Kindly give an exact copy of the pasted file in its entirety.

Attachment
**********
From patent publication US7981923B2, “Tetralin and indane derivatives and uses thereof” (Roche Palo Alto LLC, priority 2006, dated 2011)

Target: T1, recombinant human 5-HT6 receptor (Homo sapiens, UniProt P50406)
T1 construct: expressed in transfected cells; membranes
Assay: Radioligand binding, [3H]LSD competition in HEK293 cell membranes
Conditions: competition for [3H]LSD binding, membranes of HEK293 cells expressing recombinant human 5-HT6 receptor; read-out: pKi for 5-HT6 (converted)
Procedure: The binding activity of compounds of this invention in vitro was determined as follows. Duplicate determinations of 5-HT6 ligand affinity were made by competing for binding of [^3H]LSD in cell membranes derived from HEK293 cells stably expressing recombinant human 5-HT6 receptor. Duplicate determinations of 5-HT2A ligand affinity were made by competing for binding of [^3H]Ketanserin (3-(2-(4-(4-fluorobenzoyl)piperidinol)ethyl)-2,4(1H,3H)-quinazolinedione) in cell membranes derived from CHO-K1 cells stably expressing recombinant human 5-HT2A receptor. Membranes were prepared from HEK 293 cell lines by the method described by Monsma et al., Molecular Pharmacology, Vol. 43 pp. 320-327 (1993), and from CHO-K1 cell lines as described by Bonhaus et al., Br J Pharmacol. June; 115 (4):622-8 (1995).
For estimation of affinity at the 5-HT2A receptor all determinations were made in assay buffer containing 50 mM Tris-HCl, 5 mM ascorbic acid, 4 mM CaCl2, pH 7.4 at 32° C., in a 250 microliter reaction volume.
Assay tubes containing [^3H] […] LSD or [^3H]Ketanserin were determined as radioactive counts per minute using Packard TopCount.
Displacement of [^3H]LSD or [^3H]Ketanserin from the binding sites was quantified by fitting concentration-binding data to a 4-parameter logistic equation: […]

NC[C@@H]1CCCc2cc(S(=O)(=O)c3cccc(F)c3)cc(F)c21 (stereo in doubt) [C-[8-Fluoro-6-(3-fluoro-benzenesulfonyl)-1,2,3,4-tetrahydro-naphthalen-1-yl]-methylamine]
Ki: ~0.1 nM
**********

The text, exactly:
From patent publication US7981923B2, “Tetralin and indane derivatives and uses thereof” (Roche Palo Alto LLC, priority 2006, dated 2011)

Target: T1, recombinant human 5-HT6 receptor (Homo sapiens, UniProt P50406)
T1 construct: expressed in transfected cells; membranes
Assay: Radioligand binding, [3H]LSD competition in HEK293 cell membranes
Conditions: competition for [3H]LSD binding, membranes of HEK293 cells expressing recombinant human 5-HT6 receptor; read-out: pKi for 5-HT6 (converted)
Procedure: The binding activity of compounds of this invention in vitro was determined as follows. Duplicate determinations of 5-HT6 ligand affinity were made by competing for binding of [^3H]LSD in cell membranes derived from HEK293 cells stably expressing recombinant human 5-HT6 receptor. Duplicate determinations of 5-HT2A ligand affinity were made by competing for binding of [^3H]Ketanserin (3-(2-(4-(4-fluorobenzoyl)piperidinol)ethyl)-2,4(1H,3H)-quinazolinedione) in cell membranes derived from CHO-K1 cells stably expressing recombinant human 5-HT2A receptor. Membranes were prepared from HEK 293 cell lines by the method described by Monsma et al., Molecular Pharmacology, Vol. 43 pp. 320-327 (1993), and from CHO-K1 cell lines as described by Bonhaus et al., Br J Pharmacol. June; 115 (4):622-8 (1995).
For estimation of affinity at the 5-HT2A receptor all determinations were made in assay buffer containing 50 mM Tris-HCl, 5 mM ascorbic acid, 4 mM CaCl2, pH 7.4 at 32° C., in a 250 microliter reaction volume.
Assay tubes containing [^3H] […] LSD or [^3H]Ketanserin were determined as radioactive counts per minute using Packard TopCount.
Displacement of [^3H]LSD or [^3H]Ketanserin from the binding sites was quantified by fitting concentration-binding data to a 4-parameter logistic equation: […]

NC[C@@H]1CCCc2cc(S(=O)(=O)c3cccc(F)c3)cc(F)c21 (stereo in doubt) [C-[8-Fluoro-6-(3-fluoro-benzenesulfonyl)-1,2,3,4-tetrahydro-naphthalen-1-yl]-methylamine]
Ki: ~0.1 nM